(Updated with Tom Brady comments.)
Bill Belichick says he doesn’t know anything about deflated footballs.
“I have no explanation for what happened,” he said.
Of course not. Because I’m sure there are a number of things that go on within the New England Patriots’ organization that Belichick doesn’t know about.
(Lightning strikes me.)
Here’s another beauty: “When I came in Monday morning, I was shocked to learn of the news reports about the footballs. I had no knowledge whatsoever of this situation until Monday morning.”
I’m hearing the voice of “Louis” from Casablanca in my head.
New England plays a Super Bowl next week. That’s all Belichick cares about. That’s all the NFL cares about. The longest shot on the board isn’t Belichick admitting culpability in “DeflateGate,” it’s NFL commissioner Roger Goodell saying or doing anything that’s going to upset the league’s centerpiece event.
If anything happens to the Patriots — and yes, I do believe they will be fined and/or lose draft picks as a result of the discovery that 11 of their offense’s 12 footballs in last week’s AFC title win over Indianapolis were found to be deflated — it will be long after the Super Bowl.
Belichick is not going to be suspended, as much as so many are pushing for that. The only conversation he’ll be having with Goodell next Sunday will possibly take place on a stage after the Super Bowl in Arizona when the commissioner is handing him the Lombardi Trophy.
Is Goodell upset? Of course. The only thing he hates more than being made to look like a liar and a goof in the Ray Rice, domestic violence, I-never-saw-that-elevator-video saga is being fooled or lied to twice.
One reason the NFL came down so hard on former Falcons quarterback Michael Vick was Vick lied to Goodell’s face when asked directly about allegations that he was funding and participating in a dog fighting enterprise. (Vick also learned lying to the Feds would prove to be a bigger mistake than the crime itself.) Goodell already came down on the Patriots for “Spygate” and the organization constantly walks the line — or crosses the line — in other areas, including compliance with injury report guidelines. In short, the Patriots can be a pain for the NFL to deal with.
Once more, with feeling: New England defeated Indianapolis 45-7, so deflated footballs were not going to be factor in the outcome. But you can’t have teams, coaches or players — because Tom Brady is as at least complicit as Belichick in this case, if not more — doctoring equipment. It’s cheating. Period.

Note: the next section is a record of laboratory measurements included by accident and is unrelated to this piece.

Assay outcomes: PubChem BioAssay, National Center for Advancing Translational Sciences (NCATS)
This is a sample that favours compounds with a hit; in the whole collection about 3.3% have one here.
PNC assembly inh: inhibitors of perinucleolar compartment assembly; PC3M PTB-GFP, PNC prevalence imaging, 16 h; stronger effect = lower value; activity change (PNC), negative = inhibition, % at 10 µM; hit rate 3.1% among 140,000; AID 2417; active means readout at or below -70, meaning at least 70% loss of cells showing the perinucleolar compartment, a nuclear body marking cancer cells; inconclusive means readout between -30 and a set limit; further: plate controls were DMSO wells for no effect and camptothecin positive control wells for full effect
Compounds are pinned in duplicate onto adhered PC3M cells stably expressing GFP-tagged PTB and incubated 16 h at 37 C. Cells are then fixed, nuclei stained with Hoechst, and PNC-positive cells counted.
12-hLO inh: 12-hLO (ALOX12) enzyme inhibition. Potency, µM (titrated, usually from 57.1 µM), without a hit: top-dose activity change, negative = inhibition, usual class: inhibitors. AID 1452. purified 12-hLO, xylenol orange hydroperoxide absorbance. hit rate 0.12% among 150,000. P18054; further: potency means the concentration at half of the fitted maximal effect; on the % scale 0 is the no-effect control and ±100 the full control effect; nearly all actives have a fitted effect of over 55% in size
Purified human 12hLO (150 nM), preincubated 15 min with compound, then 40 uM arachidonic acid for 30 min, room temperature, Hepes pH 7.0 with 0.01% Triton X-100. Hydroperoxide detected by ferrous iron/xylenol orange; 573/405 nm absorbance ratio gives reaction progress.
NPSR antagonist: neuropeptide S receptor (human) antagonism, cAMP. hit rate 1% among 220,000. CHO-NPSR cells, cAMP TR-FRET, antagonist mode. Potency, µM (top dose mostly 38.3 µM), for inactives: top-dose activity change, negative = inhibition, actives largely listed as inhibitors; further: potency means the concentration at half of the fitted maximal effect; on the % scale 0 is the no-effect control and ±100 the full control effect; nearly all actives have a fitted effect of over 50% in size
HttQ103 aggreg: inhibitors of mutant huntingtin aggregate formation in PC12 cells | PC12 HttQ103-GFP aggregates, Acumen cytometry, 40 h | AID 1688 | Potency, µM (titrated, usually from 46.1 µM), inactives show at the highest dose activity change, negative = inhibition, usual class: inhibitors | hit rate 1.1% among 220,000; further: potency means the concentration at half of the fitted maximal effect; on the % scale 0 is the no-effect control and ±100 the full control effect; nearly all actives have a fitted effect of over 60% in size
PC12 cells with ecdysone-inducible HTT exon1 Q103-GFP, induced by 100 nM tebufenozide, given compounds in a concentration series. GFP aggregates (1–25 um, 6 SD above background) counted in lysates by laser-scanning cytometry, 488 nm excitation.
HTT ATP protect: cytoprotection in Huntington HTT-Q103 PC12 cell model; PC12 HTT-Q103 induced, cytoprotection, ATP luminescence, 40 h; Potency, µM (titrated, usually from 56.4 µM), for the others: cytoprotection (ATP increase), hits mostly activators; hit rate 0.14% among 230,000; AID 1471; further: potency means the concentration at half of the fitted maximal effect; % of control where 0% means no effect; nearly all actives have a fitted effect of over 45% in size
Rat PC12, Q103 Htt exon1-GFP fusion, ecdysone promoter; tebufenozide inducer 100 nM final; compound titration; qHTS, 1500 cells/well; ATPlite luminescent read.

Belichick knows the best course of action here is to stall. Or lie. Or both. Nothing is going to happen until well after his team plays for a championship. That’s all that matters in his bubble. It’s not as if the NFL would vacate a Super Bowl win based on deflated footballs in the AFC championship game.
Brady is following the same script as his head coach. He denied bleeding air out of the footballs or asking anybody to do so, denied even realizing he was throwing a deflated football, even though he has picked up a football exactly … how many times?
So, in summary, two of the most dedicated, obsessed and detail-oriented individuals in the history of professional football never noticed that footballs had been deflated. Completely believable.
Selections from his news conference:
• “Everyone’s trying to figure out what happened. I was as surprised as anybody when I heard Monday morning (on his radio show) what was happening. … I’m not a conspiracy theorist. I don’t know what happened.”
• “I didn’t alter the ball in any way. … I would never do anything outside the rules of play. I would never have somebody do something that I thought was outside the rules.”
• (Three days after laughing about the topic on the radio.) “This is a very serious topic. The integrity of the sport is very important. … I feel like I have always played within the rules. I would never break the rules.”
• “We’re going to be fine. This isn’t Isis. No one is dying.”
Good to know.
Actually, the most illuminating thing from Brady’s media session was the NFL hasn’t spoken to him yet. Yes, it appears the league’s crack investigative team is right on top of this.
Goodell hates how this week is unfolding and he’s going to hate it even more next week when the subject is debated daily and he’s asked about it in his annual state-of-the-NFL address. But he’s not going to take action against New England now because that would inflame the situation even more during Super Bowl week.
And Belichick and Brady know that.• A recent writer’s dozen from the digital jukebox
— AJC: DeflateGate: It’s time for NFL to forfeit games for cheaters — MyAJC: Walsh-Montana still top Belichick-Brady on coach-QB mountain — AJC: Seattle’s Super Bowl only delays Falcons’ hiring of Dan Quinn — AJC: Oddsmaker says Braves’ win total will be ‘low 70s’ (with reader poll) — MyAJC: Braves’ moves carry Coppolella’s fingerprints — AJC: There goes Evan Gattis as Braves take another big hit — AJC: Quinn was tabbed as ‘Next Great Coach’ but can Falcons get him? — AJC: UPDATE: Bowles goes to Jets but if Falcons get Quinn it won’t matter — AJC: Falcons should talk to John Fox before making decision on Quinn, Bowles — AJC: Rex Ryan going to Buffalo — and that’s not bad news for Falcons — AJC: Nick Saban, the mercenary, takes on ex-Bulldog Jonathan Taylor — MyAJC: Falcons’ backdrop not comforting for coaching search — AJC: Falcons’ changes: Pioli’s role increases, so what does this mean for Dimitroff? — AJC: How’s this scenario: Falcons vs. Giants and Mike Smith’s defense in 2015? — MyAJC: Smoltz just wanted to survive, but he did so much more — AJC John Smoltz, a Hall of Famer on many levels, gets the call